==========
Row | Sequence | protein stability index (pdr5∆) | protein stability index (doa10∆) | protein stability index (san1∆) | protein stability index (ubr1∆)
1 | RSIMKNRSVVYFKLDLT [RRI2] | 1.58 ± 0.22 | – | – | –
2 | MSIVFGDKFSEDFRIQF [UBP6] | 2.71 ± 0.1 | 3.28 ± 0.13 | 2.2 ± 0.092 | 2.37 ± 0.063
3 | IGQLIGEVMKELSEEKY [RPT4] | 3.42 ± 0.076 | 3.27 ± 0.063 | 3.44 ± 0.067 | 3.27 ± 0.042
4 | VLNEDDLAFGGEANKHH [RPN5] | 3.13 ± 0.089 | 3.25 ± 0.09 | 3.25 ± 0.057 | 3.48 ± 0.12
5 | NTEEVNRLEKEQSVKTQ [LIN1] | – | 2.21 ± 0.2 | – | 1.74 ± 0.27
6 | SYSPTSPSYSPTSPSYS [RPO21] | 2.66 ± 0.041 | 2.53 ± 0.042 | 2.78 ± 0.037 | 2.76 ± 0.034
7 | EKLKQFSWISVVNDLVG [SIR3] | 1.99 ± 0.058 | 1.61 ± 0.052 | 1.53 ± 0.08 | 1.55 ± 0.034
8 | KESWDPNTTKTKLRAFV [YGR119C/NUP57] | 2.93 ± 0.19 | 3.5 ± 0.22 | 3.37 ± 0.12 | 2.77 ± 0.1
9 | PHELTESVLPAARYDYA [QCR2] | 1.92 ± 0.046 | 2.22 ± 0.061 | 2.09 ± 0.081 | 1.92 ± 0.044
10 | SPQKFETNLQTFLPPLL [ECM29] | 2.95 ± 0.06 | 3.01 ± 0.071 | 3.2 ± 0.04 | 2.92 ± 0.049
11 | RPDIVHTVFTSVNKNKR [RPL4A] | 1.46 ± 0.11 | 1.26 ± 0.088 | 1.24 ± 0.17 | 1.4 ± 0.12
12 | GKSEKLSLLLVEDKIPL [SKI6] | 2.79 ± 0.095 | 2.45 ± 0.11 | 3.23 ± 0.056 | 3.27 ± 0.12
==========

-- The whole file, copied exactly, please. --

Row | Sequence | protein stability index (pdr5∆) | protein stability index (doa10∆) | protein stability index (san1∆) | protein stability index (ubr1∆)
1 | RSIMKNRSVVYFKLDLT [RRI2] | 1.58 ± 0.22 | – | – | –
2 | MSIVFGDKFSEDFRIQF [UBP6] | 2.71 ± 0.1 | 3.28 ± 0.13 | 2.2 ± 0.092 | 2.37 ± 0.063
3 | IGQLIGEVMKELSEEKY [RPT4] | 3.42 ± 0.076 | 3.27 ± 0.063 | 3.44 ± 0.067 | 3.27 ± 0.042
4 | VLNEDDLAFGGEANKHH [RPN5] | 3.13 ± 0.089 | 3.25 ± 0.09 | 3.25 ± 0.057 | 3.48 ± 0.12
5 | NTEEVNRLEKEQSVKTQ [LIN1] | – | 2.21 ± 0.2 | – | 1.74 ± 0.27
6 | SYSPTSPSYSPTSPSYS [RPO21] | 2.66 ± 0.041 | 2.53 ± 0.042 | 2.78 ± 0.037 | 2.76 ± 0.034
7 | EKLKQFSWISVVNDLVG [SIR3] | 1.99 ± 0.058 | 1.61 ± 0.052 | 1.53 ± 0.08 | 1.55 ± 0.034
8 | KESWDPNTTKTKLRAFV [YGR119C/NUP57] | 2.93 ± 0.19 | 3.5 ± 0.22 | 3.37 ± 0.12 | 2.77 ± 0.1
9 | PHELTESVLPAARYDYA [QCR2] | 1.92 ± 0.046 | 2.22 ± 0.061 | 2.09 ± 0.081 | 1.92 ± 0.044
10 | SPQKFETNLQTFLPPLL [ECM29] | 2.95 ± 0.06 | 3.01 ± 0.071 | 3.2 ± 0.04 | 2.92 ± 0.049
11 | RPDIVHTVFTSVNKNKR [RPL4A] | 1.46 ± 0.11 | 1.26 ± 0.088 | 1.24 ± 0.17 | 1.4 ± 0.12
12 | GKSEKLSLLLVEDKIPL [SKI6] | 2.79 ± 0.095 | 2.45 ± 0.11 | 3.23 ± 0.056 | 3.27 ± 0.12